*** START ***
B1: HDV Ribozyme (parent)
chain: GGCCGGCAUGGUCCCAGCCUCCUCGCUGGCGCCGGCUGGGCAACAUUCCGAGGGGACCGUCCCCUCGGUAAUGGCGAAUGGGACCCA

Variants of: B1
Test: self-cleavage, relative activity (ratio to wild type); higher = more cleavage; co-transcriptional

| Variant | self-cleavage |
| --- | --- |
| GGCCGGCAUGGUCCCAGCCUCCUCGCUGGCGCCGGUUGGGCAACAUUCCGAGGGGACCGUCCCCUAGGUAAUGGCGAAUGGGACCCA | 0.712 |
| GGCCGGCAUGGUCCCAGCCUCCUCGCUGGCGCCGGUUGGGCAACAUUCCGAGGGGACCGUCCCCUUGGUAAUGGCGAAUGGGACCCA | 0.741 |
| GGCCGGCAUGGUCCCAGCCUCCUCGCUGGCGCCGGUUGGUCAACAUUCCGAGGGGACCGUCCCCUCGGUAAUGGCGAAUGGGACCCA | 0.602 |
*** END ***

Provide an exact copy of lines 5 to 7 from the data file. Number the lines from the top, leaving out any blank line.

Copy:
| Variant | self-cleavage |
| --- | --- |
| GGCCGGCAUGGUCCCAGCCUCCUCGCUGGCGCCGGUUGGGCAACAUUCCGAGGGGACCGUCCCCUAGGUAAUGGCGAAUGGGACCCA | 0.712 |